Definition: conventional monetary policy
What is conventional monetary policy?
Conventional monetary policy is a set ofinstruments available to a central bank to control the money supply level. These include instruments that have been used by all central banks since their inception.
Conventional monetary policy is structured around 3 axes: open market operations, standing facilities and minimum reserves.
Conventional monetary policy instruments
Open market operations: These are refinancing operations conducted by the central bank via invitations to tender with longer or shorter maturity terms. These tenders allow commercial banks to borrow money from the central bank. In exchange for these loans, banks use part of their assets (debt securities, treasury bills, etc.) as collateral. The policy rate serves as a reference for this conventional monetary policy tool. During the tender procedure, each bank gives a rate and the banks that offer the highest borrowing rate to the central bank win the bid. Each week, the amount to be distributed to commercial banks is defined in advance to control the level of the money supply.
There are several types of tenders: main refinancing operations (weekly tenders), longer-term operations (3-month tenders) and very long-term operations (up to 3 years). This is the main tool of conventional monetary policy that allows the central bank to manage the level of liquidity in the interbank market. For this reason, the level of policy interest rates is closely monitored by all financial market participants. A rise or fall in the policy interest rate is a strong policy signal (hawkish or dovish) of conventional monetary policy.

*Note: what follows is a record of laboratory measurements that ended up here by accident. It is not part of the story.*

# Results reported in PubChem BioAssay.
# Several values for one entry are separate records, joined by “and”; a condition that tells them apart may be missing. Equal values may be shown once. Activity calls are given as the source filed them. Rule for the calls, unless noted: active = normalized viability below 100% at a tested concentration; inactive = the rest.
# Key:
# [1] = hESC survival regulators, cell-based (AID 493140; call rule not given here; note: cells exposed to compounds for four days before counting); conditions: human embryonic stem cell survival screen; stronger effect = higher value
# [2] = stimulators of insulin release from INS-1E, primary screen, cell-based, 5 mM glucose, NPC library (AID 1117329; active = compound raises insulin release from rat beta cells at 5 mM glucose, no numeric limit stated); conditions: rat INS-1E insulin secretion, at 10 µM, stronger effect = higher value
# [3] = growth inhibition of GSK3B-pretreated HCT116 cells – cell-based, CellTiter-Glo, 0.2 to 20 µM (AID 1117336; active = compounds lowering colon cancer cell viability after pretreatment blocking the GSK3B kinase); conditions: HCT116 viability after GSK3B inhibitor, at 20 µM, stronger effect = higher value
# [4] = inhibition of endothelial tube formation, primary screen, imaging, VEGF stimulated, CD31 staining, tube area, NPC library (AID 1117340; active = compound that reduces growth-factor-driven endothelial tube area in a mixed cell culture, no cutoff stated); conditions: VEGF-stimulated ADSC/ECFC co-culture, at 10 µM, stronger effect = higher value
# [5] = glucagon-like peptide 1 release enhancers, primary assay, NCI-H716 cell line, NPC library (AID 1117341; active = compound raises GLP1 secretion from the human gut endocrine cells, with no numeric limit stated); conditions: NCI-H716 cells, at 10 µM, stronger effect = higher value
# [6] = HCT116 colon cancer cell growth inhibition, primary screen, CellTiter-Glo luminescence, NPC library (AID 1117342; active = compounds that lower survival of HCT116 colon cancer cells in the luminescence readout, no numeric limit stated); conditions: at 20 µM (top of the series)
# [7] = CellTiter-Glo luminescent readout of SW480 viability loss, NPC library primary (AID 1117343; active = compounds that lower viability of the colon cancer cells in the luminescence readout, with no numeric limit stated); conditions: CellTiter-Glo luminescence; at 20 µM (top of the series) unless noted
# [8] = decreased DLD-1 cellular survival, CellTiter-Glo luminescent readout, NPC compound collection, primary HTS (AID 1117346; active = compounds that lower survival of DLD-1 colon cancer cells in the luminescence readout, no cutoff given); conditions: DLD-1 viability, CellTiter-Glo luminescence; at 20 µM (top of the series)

Standing facilities: There is not just one policy rate but three rates. The other two are the marginal lending rate and the deposit rate. These are less well-known, but they are widely used instruments in the context of conventional monetary policy. The marginal lending rate is the rate at which commercial banks can obtain very short-term financing (24-hour loans against a pledge of assets) from the central bank outside open market operations. The deposit rate is the interest rate on money deposited by commercial banks with the central bank.
Minimum reserves: All commercial banks are required to set aside funds with the central bank. As part of its conventional monetary policy, the central bank can therefore decide to increase or reduce the amount of its reserve requirements to influence the money supplylevel. These reserves may take the form of cash, debt securities or monetary instruments.
Consequences of non-conventional monetary policy
The central bank has a range of conventional instruments at its disposal to guide its monetary policy.
Increase in the money supply
If it wants to increase the level of the money supply, it can lower policy rate levels. As a result, commercial banks can borrow money from the central bank at a lower cost. With their additional funds, they can lend more to economic agents (households and businesses). Commercial banks are thus involved in money creation.
Also, in the context of conventional monetary policy instruments, the central bank may also reduce the funding requirements (minimum reserves) of commercial banks. These then have less money tied up and can lend more, thus increasing the money supply.
Reduction of the money supply
If the central bank wants to reduce the level of money supply, it can increase its policy rates. The cost of borrowing is then higher for commercial banks, households and businesses. The monetary creation mechanism is therefore reduced. The same applies if the central bank increases the level of reserve requirements.
If conventional monetary policy instruments are not enough to control the level of money supply and achieve the central bank's objectives (inflation and exchange rate control), boost economic activity, it can then use non-conventional monetary policy instruments such as negative interest rates, TLTROs and asset purchase programmes.